Risks, Crisis and the European Union Law: Implications and Parallels for Addressing Financial, Energy Security and Environmental Catastrophe

Juliane Katherine Mendelsohn

Abstract


This paper compares crisis narratives and descriptions of the anthropocence to the institutional and substantive changes that have been brought on the way by the creation of the Banking and Energy Union in the EU. From the aims alone it becomes clear that both the Banking and the Energy Union were born out of the political desire to make each of the systems more robust, but that the visions themselves fall short of significant substantive change or a reinvention of the system itself. Whilst the explanation of this is almost entirely political, some of the reasons also have to do with the functioning and the mechanisms of the law. The law, in particular public law, stands and falls with formal legal principles, has a particular difficulty dealing with, defining and coming up with solutions for risk whilst staying true to formal principles such as certainty and proportionality. Risk detection requires the introduction of new procedures and agencies (institutions). The mitigation of risks requires a multicontexual and multipolar balancing of rights and interests. Both proceduralism and a complex act of balancing can guarantee the intergrity of law and its methodology, but they do not bring about substantive change.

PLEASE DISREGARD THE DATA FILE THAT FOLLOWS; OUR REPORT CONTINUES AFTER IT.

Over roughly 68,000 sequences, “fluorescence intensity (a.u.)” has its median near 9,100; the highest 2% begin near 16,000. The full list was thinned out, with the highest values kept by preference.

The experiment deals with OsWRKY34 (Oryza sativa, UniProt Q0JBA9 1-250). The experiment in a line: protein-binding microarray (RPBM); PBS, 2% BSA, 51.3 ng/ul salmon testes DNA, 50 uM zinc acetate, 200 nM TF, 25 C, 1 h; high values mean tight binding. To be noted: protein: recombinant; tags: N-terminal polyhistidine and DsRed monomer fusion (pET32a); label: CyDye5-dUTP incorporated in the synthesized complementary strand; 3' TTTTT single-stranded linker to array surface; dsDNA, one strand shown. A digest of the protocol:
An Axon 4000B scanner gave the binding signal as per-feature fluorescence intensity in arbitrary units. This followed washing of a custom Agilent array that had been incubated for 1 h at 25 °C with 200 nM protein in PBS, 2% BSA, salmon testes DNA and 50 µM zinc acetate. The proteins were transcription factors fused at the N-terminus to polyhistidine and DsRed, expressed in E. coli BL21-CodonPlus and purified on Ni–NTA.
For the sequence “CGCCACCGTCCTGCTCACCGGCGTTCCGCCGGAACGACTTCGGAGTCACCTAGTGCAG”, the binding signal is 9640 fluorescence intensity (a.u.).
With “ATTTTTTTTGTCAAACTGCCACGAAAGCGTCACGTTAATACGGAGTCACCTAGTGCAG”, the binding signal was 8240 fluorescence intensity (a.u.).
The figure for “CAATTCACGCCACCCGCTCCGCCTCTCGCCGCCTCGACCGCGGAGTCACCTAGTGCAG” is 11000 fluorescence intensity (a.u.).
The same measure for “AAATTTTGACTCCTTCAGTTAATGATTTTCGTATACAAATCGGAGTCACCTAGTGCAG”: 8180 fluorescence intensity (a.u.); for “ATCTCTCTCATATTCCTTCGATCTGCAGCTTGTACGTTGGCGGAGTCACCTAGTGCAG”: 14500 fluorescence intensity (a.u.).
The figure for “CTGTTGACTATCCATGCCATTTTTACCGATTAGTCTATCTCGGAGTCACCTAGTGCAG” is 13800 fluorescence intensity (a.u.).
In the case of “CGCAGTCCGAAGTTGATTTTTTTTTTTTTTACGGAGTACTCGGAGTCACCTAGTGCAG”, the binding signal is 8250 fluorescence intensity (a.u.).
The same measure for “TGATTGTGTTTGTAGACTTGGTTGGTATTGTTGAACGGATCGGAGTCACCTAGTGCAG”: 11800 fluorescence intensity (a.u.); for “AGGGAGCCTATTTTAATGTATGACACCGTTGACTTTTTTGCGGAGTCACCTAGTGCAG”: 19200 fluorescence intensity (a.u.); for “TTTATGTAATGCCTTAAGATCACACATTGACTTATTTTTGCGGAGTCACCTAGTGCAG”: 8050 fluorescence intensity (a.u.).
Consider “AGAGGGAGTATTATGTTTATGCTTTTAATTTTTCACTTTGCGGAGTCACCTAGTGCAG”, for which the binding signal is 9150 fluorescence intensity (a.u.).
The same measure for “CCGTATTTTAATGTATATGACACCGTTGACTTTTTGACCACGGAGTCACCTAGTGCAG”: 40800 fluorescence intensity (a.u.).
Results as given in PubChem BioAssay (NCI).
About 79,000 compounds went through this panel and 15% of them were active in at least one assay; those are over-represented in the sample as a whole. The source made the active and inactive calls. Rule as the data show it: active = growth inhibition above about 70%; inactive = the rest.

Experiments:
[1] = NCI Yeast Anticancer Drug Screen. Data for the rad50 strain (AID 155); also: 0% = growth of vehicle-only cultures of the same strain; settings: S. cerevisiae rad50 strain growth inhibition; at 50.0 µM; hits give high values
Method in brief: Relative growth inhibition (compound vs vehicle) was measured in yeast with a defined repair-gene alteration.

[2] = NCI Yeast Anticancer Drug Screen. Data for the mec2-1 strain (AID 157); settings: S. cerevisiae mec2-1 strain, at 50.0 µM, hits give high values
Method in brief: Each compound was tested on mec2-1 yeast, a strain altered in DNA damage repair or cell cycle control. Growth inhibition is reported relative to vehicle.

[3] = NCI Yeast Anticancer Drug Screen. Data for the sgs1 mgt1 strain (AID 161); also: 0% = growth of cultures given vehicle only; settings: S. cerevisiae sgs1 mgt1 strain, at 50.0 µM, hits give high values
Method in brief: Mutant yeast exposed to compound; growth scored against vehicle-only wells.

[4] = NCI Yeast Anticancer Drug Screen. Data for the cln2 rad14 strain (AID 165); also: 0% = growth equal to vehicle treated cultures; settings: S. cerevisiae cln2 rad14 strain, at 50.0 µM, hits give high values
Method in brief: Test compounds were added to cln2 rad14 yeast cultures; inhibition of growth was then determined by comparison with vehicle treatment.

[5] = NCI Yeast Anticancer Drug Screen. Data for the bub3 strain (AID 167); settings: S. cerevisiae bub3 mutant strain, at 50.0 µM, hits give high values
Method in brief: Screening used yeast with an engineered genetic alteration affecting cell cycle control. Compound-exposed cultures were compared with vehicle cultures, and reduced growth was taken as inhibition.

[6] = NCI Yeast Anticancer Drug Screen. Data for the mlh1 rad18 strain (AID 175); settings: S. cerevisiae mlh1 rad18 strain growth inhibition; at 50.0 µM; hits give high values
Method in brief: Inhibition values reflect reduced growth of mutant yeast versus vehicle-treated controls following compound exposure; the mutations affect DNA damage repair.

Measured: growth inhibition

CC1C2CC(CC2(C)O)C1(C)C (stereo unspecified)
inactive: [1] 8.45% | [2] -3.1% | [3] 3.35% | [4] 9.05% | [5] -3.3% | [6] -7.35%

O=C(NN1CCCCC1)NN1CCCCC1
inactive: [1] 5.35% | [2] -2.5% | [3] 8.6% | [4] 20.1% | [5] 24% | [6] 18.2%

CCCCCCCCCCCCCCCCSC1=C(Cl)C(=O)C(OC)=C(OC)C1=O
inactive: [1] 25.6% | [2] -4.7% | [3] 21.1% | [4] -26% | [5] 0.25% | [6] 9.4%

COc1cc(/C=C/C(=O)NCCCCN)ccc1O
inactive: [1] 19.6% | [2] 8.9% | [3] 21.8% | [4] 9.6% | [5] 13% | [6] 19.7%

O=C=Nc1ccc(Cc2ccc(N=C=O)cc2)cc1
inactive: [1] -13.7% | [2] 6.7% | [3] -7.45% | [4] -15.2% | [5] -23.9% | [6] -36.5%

This paper sees a third method of risk mitigation in the creation of new institutions (such as the Energy Union, but also the United Nation or NATO). This is perceived as the creation of something that is larger than the threat it addresses (“super strucutres”), but substantively ends up enforcing little more than the “lowest common demominator”. This paper therefore suggests abandoning such methodological approaches and changing the principles on which the EU and the law of the common market is based instead. It proposes a “first best” and a”second best” solution. The first is the introduction of new and prevalent aims and principles and an actual change of the economic system. The second (though more likely solution) proposes a mere extension of the goals of the European Union, which results in a careful act of balance between more sustanainability and the development of the internal market project.

Keywords


Banking Union, Energy Union, risks, super structures, principles, European Union, balancing

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